63. Scarlett, your comment “compact women of a certain age” preference reminded me of when we flew on a 2×2 plane out of Cedar Rapids. Mr WCE and I each sat by a twin and DS1 (age 4) was across the aisle by himself. He fortunately wound up next to a grandmotherly lady who was very nice to him and switched seats to let him see out the window during take-off.

  64. “One caveat on the you-can-buy-it-there rule is that in Japan, ibuprofen is not sold over-the-counter.”

    Very good point — we had the same experience in France when DS forgot his allergy pills. I forget which version he was taking, but the lady at the pharmacy looked at me as if I had asked for crack — oh, nonononono, you need a prescription from a doctor for that. And yet the other versions were totally fine. And IIRC, Sudafed was freely available OTC as well. Go figure.

    @DD: But does your daughter actually believe the other girls were wrong? Maybe she didn’t say anything because she agreed with the other girls and was just trying to be noncommital to save A’s feelings, since the families are close. I’d be pretty hesitant to put any pressure on her whatsoever to speak up, for your “you know how it is” reasons. But if I did, I’d sure want to be 100% confident that she thinks B has been wrongly accused.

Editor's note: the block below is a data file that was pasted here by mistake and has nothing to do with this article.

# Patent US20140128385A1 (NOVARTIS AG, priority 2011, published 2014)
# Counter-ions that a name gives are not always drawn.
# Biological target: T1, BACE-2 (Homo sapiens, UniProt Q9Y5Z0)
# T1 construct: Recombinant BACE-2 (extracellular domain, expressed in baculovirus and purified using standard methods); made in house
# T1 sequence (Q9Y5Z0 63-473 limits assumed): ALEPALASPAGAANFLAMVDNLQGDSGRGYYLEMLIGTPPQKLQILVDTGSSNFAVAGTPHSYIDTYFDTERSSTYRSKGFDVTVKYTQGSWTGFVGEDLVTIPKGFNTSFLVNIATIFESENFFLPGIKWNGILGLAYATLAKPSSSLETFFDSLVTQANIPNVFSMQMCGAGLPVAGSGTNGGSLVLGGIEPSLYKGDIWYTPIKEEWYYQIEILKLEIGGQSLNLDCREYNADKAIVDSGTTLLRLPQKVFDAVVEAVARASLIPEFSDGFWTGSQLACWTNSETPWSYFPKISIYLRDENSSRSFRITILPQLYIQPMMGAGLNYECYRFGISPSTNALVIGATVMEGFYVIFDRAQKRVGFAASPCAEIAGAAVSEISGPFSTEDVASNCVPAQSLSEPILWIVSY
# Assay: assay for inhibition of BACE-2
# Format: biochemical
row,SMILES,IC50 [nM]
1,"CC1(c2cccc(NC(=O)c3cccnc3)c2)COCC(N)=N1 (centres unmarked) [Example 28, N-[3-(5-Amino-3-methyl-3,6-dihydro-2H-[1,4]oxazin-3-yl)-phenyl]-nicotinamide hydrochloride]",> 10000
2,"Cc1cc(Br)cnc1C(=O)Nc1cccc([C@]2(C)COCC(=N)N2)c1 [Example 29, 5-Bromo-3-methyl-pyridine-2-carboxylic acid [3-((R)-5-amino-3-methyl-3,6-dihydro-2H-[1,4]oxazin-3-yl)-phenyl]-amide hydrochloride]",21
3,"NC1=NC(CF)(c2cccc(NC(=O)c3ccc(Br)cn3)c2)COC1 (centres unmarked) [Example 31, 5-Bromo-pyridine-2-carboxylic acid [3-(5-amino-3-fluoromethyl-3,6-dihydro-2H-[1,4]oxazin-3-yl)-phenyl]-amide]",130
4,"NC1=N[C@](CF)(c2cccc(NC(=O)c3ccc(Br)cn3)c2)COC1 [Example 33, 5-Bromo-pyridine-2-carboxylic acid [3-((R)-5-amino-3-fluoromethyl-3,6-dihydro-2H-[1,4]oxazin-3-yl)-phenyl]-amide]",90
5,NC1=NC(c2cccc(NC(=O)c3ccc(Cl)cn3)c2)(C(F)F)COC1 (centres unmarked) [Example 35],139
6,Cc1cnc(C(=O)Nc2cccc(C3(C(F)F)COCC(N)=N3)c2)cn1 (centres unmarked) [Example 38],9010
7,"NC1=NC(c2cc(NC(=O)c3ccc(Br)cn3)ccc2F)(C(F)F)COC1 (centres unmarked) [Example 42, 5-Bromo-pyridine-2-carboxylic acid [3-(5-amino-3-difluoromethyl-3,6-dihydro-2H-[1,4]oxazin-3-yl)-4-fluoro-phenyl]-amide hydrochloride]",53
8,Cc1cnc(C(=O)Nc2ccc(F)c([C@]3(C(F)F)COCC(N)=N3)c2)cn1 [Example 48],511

And really, if the mom has a problem with other kids not sticking up for her son, she needs to start with her own DD instead of worrying about yours.

  65. LfB, the mom is a “forceful personality” and I’m sure she made her expectations with her DD very clear. As for what B actually said/did, from what DS has said, it sounds like it was probably social awkwardness in trying to fit in. He’s unfortunately one of the kids who tends to be a target anyway.

  66. DD, this is a little different from having someone say her brother’s friend is an asshole, or a moron, or something, where she could well say, “He’s my brother’s good friend and he’s always seemed like a good/ sharp guy to me” or something. One is a character issue, the other is an assessment of a person’s expressed views (which could even be accurate).

    I agree with RMS, the real question is what on earth he said or did to get that reputation at school. His friend’s little sister saying, “Oh no, he doesn’t see color at all!” is not going to fix things and depending on what it was that’s behind this, could make it look like she agrees with whatever sentiments he was expressing that got him this reputation. Ditto for his own little sister. I know you’re probably not in a position to suggest this to his mom, but she should probably focus her concern more on what’s behind all this and whether he believes it’s a misunderstanding or wants to change his reputation than on whether his sister is adequately supportive.

  67. “this is the new, fancy, private school, so I’d be surprised if there was communal sharing.”